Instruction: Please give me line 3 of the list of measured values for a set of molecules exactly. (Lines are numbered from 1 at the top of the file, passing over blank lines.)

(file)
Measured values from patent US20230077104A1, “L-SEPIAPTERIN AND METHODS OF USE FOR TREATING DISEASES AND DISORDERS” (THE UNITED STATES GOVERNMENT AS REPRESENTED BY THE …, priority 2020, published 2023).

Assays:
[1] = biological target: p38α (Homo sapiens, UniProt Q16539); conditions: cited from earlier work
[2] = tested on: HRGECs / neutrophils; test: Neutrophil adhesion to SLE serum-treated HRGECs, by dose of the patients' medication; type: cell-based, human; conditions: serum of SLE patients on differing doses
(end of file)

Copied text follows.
[1] = biological target: p38α (Homo sapiens, UniProt Q16539); conditions: cited from earlier work